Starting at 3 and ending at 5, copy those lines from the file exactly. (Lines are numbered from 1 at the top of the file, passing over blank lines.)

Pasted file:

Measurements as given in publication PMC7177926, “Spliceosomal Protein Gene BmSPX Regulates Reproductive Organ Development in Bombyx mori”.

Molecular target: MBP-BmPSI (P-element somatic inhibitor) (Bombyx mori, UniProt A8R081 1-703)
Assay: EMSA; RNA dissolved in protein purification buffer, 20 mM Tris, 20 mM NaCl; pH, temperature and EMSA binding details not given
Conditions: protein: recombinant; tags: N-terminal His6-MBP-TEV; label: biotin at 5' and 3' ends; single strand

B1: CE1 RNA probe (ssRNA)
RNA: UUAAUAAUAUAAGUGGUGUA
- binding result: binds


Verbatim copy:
Assay: EMSA; RNA dissolved in protein purification buffer, 20 mM Tris, 20 mM NaCl; pH, temperature and EMSA binding details not given
Conditions: protein: recombinant; tags: N-terminal His6-MBP-TEV; label: biotin at 5' and 3' ends; single strand

B1: CE1 RNA probe (ssRNA)